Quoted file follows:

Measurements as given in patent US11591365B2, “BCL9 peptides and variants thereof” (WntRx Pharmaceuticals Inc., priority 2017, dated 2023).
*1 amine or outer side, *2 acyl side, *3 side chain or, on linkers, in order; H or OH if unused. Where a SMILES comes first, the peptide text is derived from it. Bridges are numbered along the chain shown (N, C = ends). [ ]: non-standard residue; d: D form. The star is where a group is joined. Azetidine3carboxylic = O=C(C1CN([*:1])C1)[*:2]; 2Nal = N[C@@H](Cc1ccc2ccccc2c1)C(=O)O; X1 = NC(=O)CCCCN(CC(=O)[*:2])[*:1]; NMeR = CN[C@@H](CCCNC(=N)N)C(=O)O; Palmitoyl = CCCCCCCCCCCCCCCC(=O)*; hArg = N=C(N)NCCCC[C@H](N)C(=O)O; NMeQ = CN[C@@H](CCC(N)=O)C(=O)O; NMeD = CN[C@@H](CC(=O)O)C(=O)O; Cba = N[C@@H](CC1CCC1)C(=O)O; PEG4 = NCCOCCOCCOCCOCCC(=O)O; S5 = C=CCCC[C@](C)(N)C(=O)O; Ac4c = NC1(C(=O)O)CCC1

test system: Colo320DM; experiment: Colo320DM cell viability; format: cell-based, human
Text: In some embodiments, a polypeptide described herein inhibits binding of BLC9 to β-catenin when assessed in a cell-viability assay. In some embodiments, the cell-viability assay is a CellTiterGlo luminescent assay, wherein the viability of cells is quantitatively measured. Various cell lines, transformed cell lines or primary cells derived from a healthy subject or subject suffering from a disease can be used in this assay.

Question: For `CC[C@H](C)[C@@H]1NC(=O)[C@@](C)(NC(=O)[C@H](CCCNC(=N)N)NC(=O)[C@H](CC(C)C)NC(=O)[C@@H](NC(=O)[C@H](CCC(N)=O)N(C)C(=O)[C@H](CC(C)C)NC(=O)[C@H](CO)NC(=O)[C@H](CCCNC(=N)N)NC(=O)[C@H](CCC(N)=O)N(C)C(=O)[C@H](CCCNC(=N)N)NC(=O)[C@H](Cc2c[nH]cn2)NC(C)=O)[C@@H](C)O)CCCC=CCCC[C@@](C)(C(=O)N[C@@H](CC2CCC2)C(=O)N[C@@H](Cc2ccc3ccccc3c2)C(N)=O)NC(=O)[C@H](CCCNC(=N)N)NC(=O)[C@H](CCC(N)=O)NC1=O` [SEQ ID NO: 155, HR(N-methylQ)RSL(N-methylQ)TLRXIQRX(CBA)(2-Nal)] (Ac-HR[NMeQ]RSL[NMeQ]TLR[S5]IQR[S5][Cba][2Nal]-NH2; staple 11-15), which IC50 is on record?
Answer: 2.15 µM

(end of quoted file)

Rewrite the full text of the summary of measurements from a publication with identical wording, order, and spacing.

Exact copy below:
Measurements as given in patent US11591365B2, “BCL9 peptides and variants thereof” (WntRx Pharmaceuticals Inc., priority 2017, dated 2023).
*1 amine or outer side, *2 acyl side, *3 side chain or, on linkers, in order; H or OH if unused. Where a SMILES comes first, the peptide text is derived from it. Bridges are numbered along the chain shown (N, C = ends). [ ]: non-standard residue; d: D form. The star is where a group is joined. Azetidine3carboxylic = O=C(C1CN([*:1])C1)[*:2]; 2Nal = N[C@@H](Cc1ccc2ccccc2c1)C(=O)O; X1 = NC(=O)CCCCN(CC(=O)[*:2])[*:1]; NMeR = CN[C@@H](CCCNC(=N)N)C(=O)O; Palmitoyl = CCCCCCCCCCCCCCCC(=O)*; hArg = N=C(N)NCCCC[C@H](N)C(=O)O; NMeQ = CN[C@@H](CCC(N)=O)C(=O)O; NMeD = CN[C@@H](CC(=O)O)C(=O)O; Cba = N[C@@H](CC1CCC1)C(=O)O; PEG4 = NCCOCCOCCOCCOCCC(=O)O; S5 = C=CCCC[C@](C)(N)C(=O)O; Ac4c = NC1(C(=O)O)CCC1

test system: Colo320DM; experiment: Colo320DM cell viability; format: cell-based, human
Text: In some embodiments, a polypeptide described herein inhibits binding of BLC9 to β-catenin when assessed in a cell-viability assay. In some embodiments, the cell-viability assay is a CellTiterGlo luminescent assay, wherein the viability of cells is quantitatively measured. Various cell lines, transformed cell lines or primary cells derived from a healthy subject or subject suffering from a disease can be used in this assay.

Question: For `CC[C@H](C)[C@@H]1NC(=O)[C@@](C)(NC(=O)[C@H](CCCNC(=N)N)NC(=O)[C@H](CC(C)C)NC(=O)[C@@H](NC(=O)[C@H](CCC(N)=O)N(C)C(=O)[C@H](CC(C)C)NC(=O)[C@H](CO)NC(=O)[C@H](CCCNC(=N)N)NC(=O)[C@H](CCC(N)=O)N(C)C(=O)[C@H](CCCNC(=N)N)NC(=O)[C@H](Cc2c[nH]cn2)NC(C)=O)[C@@H](C)O)CCCC=CCCC[C@@](C)(C(=O)N[C@@H](CC2CCC2)C(=O)N[C@@H](Cc2ccc3ccccc3c2)C(N)=O)NC(=O)[C@H](CCCNC(=N)N)NC(=O)[C@H](CCC(N)=O)NC1=O` [SEQ ID NO: 155, HR(N-methylQ)RSL(N-methylQ)TLRXIQRX(CBA)(2-Nal)] (Ac-HR[NMeQ]RSL[NMeQ]TLR[S5]IQR[S5][Cba][2Nal]-NH2; staple 11-15), which IC50 is on record?
Answer: 2.15 µM